KCR also says that no other state can compete with Telangana when it comes to welfare schemes for various people. Last year, he launched another innovative scheme, Dalit Bandhu, for the socio-economic empowerment of Dalits. Under this scheme, each Dalit family will be given an assistance of Rs 10 lakh to start any business of their choice.
Not only are these schemes attracting national attention, some towns in neighboring Karnataka and Maharashtra have also demanded its merger with Telangana so that farmers and other people can get the benefits of its schemes.
BRS is primarily looking to expand from these states and is also eyeing Andhra Pradesh and Tamil Nadu.
In keeping with the priority given to the agriculture sector and farmers, BRS launched a kisan cell on its launch day. KCR appointed National Farmers’ Union leader Gurnam Singh Charudi of Haryana as president of the BRS Kisan Cell.
The party has made plans to expand aggressively after Christmas. As part of this, BRS Kisan Cell will be launched next week in Punjab, Haryana, Maharashtra, Karnataka, Odisha, Andhra Pradesh and Telangana.
According to BRS leaders, many former MLAs and senior political leaders with their groups and followers in various states of North, East and Central India are in discussion with KCR. The BRS leader is explaining what kind of policies should be adopted according to the wishes of the local people, according to the geographical, social and cultural conditions of their states.
KCR has long wanted a role in national politics by bringing together like-minded parties for a third alternative, but his plan apparently did not take off due to differences with other regional leaders in the composition of the proposed front.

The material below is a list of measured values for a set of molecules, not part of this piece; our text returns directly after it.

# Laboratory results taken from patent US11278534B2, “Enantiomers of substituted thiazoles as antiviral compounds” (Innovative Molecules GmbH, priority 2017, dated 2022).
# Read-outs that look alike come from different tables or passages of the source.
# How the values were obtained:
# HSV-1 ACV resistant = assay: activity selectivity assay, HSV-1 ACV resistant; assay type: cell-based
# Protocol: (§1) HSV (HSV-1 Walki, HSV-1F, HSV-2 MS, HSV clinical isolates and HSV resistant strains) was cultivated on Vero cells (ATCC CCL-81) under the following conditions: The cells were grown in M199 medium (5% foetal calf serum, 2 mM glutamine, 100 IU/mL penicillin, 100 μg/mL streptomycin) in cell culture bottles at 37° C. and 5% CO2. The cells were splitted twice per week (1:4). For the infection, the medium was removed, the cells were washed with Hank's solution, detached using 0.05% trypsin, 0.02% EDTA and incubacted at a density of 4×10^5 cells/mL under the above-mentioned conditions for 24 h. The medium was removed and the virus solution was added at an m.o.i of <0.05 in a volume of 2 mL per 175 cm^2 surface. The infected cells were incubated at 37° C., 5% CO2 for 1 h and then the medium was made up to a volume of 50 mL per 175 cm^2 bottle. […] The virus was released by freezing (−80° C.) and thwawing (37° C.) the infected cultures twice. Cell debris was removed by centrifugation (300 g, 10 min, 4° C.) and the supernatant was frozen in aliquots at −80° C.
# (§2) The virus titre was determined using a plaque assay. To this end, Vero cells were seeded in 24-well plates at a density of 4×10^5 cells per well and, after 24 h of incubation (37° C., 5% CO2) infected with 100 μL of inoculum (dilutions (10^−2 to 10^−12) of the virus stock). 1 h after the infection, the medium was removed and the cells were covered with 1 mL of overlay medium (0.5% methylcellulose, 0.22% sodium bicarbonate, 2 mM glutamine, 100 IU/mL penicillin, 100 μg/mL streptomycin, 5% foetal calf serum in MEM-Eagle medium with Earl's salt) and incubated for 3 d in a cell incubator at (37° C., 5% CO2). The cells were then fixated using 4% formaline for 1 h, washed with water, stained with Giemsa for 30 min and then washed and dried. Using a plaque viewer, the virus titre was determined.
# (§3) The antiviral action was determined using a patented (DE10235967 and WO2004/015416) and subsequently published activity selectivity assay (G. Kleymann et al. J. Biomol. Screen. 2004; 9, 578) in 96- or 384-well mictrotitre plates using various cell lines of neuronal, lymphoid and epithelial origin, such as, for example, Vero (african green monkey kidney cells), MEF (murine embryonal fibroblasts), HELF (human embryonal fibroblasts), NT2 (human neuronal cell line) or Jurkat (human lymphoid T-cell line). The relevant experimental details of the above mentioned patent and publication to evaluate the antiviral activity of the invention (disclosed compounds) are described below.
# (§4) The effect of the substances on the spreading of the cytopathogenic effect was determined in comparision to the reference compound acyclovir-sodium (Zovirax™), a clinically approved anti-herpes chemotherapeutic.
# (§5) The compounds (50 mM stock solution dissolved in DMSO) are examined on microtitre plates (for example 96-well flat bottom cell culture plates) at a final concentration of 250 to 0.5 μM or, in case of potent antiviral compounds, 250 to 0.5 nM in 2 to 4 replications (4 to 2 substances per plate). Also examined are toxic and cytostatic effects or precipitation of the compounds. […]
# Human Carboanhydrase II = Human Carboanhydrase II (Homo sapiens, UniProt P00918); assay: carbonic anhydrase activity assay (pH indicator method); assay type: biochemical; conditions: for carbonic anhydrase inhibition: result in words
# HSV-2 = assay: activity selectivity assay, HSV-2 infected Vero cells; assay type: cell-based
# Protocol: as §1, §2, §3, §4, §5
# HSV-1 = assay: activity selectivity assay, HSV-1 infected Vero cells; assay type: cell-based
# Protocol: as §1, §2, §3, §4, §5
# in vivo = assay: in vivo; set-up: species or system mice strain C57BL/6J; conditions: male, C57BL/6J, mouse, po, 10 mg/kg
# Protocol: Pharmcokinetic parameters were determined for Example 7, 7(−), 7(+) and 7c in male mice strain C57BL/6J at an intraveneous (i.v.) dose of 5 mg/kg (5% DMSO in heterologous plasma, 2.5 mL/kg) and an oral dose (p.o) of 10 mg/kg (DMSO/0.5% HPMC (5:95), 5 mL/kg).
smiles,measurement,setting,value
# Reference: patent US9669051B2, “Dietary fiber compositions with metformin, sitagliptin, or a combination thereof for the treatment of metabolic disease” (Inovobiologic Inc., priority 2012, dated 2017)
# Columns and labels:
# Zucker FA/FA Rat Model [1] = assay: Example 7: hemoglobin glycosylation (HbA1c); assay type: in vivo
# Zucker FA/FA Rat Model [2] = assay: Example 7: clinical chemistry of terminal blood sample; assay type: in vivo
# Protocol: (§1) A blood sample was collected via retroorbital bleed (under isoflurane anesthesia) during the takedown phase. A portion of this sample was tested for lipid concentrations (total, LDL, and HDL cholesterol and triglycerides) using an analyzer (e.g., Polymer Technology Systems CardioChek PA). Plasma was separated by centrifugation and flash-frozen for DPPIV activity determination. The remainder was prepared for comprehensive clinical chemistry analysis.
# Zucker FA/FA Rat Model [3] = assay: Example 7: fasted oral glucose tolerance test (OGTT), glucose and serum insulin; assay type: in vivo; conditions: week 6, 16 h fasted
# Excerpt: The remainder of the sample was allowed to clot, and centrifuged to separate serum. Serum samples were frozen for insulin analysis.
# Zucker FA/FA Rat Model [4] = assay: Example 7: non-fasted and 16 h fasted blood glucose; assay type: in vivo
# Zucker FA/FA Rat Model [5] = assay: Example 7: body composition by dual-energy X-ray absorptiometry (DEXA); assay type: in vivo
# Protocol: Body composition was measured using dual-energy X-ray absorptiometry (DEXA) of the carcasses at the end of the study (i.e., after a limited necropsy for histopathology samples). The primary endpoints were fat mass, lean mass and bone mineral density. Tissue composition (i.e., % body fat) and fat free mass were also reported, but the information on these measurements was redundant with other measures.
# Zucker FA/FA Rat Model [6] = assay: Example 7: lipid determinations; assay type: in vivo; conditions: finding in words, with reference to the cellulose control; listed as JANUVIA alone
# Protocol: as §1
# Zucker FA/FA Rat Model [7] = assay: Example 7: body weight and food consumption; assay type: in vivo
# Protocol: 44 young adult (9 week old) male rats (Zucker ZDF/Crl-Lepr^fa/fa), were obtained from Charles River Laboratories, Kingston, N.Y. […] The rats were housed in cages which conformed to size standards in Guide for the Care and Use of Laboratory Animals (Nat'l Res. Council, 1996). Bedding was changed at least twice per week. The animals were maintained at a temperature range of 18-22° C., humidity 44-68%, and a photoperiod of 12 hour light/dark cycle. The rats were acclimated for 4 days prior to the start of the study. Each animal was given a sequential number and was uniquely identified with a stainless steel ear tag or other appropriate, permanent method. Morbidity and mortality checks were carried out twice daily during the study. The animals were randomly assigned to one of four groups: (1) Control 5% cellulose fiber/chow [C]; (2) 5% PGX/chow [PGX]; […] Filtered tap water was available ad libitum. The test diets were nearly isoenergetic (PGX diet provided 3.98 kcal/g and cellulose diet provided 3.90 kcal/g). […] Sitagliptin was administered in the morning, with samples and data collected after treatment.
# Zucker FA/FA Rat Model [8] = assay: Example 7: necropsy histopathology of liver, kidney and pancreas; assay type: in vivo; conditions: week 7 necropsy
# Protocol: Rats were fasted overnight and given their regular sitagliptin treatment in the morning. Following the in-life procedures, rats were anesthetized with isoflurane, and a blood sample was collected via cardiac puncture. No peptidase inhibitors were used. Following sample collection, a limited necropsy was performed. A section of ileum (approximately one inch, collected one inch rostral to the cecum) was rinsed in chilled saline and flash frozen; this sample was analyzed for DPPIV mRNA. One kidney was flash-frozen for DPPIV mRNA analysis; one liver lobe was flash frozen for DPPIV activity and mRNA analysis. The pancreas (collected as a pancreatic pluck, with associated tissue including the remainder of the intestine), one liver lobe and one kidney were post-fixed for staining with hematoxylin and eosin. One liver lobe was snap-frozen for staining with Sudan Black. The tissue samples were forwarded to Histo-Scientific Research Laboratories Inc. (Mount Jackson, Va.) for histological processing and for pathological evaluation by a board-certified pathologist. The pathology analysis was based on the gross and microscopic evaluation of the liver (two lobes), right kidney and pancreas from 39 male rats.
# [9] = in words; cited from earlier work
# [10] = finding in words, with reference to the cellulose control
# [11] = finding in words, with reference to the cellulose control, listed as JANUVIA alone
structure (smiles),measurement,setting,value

Aware that with the limited Lok Sabha seats Telangana has (17) it will not be able to influence national politics, KCR came up with the BRS idea. Working towards the 2024 Lok Sabha polls, the party will focus on 100 Lok Sabha seats.
BRS hopes to influence the nation with its socio-economic and political agenda by winning at least 50-80 seats. But it remains to be seen which strategy the party will take to achieve this goal.
“BRS will remain a sham unless the party wins seats outside Telangana. Today, every state has different dynamics and there are regional forces to meet the expectations of the people there,” says political analyst Palvai Raghvendra Reddy.
“KCR wants to go national with farmers as the key agenda. But in the elections held across India, we have not seen farmers alone deciding the fate of elections, except in western Uttar Pradesh during Chaudhary Charan Singh’s time and once in Punjab in 2012. We have realized how the farmers’ agenda has gone wrong. In this year’s assembly polls in UP”, he said.
BRS will face challenges in every state as it seeks allies to achieve its goal.
“The first major challenge before KCR would be to get prominent allies in states/regions who would be willing to contest on BRS party tickets. We are a country of different groups and different sentiments, and we will have to wait and see if he will align with BRS in the near future,” Reddy said.
“Though the Janata Dal (Secular) leadership was seen standing with KCR when BRS was launched, they were unlikely to contest the upcoming Karnataka Assembly elections as BRS; and the Gowdas are not that big of a factor in Karnataka in the parliamentary elections,” the analyst said.